The potential of teacher run schools derives from the conditions they create

This blog post originally appeared on the Education Innovating blog run by Education Evolving from 2010 to 2011. It has now been merged into our main blog.

On Saturday Larry Cuban appealed to the temperance of those in the education policy world: "Please, don’t hype teacher run schools."

He described an article written in 1990 titled America’s Schools: Choice Is a Panacea that he argues for half that decade divided conservatives (pro-voucher) from liberals (anti-voucher) in a pointless battle of attrition.

Cuban mentioned the article, because he senses something similar afoot with teachers that run schools:

“I am reminded…about choice-as-a-panacea because of the recent media hoopla over teacher-run schools.”
“If one lesson has been clear about the history of school reform,” he writes, “it is that hype kills promising ideas by elevating expectations of success to such unrealistic heights that any version of the program, however implemented, is a crushing disappointment that breeds corrosive cynicism.
“One doesn’t need exaggerated claims, however, to believe that groups of teachers founding charters, taking over failing schools, or simply creating different ones is a smart idea.”

Seeking to manage expectations, he admits that, “Some teacher-run schools will fly and some will crash.”

The notion of putting teachers in professional control of their schools—allowing the professionals to make decisions of management, and delegate administrative functions to employees that they hire—is a change in the character of the organization. It is a paradigm shift in management structure that some (including Education|Evolving) believe will make improvement and innovation more possible, and more likely. It is not the only way, and shouldn't be.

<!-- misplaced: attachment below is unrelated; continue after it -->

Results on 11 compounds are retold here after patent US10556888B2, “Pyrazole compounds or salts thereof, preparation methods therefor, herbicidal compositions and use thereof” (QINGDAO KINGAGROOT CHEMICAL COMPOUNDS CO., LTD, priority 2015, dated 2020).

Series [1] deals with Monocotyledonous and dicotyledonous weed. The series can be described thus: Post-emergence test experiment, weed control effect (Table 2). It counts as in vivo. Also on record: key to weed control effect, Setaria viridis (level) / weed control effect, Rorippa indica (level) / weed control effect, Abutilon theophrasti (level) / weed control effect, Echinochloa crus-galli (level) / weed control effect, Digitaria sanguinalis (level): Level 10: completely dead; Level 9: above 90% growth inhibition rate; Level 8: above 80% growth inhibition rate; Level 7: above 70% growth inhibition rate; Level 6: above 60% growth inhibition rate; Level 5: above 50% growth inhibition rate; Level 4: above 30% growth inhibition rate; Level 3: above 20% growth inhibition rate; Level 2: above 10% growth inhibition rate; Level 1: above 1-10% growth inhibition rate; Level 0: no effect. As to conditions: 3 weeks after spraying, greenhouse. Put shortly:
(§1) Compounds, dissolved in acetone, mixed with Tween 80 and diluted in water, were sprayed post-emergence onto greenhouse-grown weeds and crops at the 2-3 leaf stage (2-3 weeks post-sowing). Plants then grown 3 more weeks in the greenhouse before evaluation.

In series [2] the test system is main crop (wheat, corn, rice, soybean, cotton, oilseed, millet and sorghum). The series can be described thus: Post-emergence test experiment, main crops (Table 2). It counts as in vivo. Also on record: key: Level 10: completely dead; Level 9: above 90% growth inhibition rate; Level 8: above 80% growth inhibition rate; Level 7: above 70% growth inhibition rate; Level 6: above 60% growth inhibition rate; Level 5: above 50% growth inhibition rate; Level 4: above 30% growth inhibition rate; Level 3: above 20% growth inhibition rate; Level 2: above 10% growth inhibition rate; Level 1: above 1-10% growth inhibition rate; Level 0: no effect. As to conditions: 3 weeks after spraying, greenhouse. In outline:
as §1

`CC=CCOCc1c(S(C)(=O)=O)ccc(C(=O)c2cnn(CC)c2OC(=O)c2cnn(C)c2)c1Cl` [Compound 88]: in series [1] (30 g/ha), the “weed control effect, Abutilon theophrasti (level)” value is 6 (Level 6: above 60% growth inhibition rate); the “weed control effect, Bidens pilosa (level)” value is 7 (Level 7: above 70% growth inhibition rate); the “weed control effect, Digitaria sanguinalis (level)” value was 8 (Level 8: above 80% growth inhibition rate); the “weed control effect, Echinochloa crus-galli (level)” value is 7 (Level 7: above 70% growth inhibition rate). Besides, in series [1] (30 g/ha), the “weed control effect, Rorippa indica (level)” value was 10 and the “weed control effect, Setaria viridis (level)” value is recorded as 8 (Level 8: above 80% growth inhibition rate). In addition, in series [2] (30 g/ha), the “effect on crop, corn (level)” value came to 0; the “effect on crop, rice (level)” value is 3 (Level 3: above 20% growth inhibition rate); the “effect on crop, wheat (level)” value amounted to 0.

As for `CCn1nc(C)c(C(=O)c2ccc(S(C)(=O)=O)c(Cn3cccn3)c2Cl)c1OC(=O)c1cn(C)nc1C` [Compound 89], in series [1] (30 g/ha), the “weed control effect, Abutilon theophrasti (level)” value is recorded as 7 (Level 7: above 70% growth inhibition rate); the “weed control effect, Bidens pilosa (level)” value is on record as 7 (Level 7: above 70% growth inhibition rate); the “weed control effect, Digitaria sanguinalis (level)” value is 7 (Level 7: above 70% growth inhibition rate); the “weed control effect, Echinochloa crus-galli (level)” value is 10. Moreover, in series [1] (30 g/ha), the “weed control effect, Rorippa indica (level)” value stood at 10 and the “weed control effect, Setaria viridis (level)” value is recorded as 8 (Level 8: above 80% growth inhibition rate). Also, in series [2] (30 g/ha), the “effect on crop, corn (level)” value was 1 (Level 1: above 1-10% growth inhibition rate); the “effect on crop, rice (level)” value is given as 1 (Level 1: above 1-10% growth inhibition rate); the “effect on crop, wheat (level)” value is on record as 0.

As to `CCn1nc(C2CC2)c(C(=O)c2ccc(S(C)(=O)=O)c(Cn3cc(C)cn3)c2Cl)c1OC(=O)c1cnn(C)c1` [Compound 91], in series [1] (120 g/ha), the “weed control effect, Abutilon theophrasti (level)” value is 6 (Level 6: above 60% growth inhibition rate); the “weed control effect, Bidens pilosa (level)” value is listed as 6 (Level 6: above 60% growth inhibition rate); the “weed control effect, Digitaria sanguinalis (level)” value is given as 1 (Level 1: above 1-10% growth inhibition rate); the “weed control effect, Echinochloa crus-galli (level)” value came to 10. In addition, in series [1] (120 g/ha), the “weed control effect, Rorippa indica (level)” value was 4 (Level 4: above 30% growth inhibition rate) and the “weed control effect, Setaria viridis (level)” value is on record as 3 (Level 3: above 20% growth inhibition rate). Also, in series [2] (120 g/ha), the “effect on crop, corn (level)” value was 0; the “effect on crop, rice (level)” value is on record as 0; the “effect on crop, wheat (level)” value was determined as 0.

It is important not to let thinking end at the point of the management structure. It is short of the point, and would be akin to asking, about a medical clinic, Which is better: That where doctors are hired as employees, or that where they run the clinic as partners? It is an interesting question, but does not indicate the quality of care. What the docs do, and how they do it, are what matter. Their style of medicine and their execution of it are what matter.

A similar un-clarity has formed around chartering. The legal platform for creating new schools with autonomy (chartering) makes change and innovation possible—but it does not itself have an effect on quality or effectiveness. What counts is what people do with that freedom.

So yes, please don’t hype teacher-run schools as an end in themselves. Instead, recognize they are a professional management paradigm new to the boss/employee environment of modern public education (though time-tested in many other industries). It opens up new opportunity to reconsider the role of teachers and students in learning, and challenges some basic assumptions of ‘school.’

Image: Brick Avon Academy, NJ; c/o New York Times

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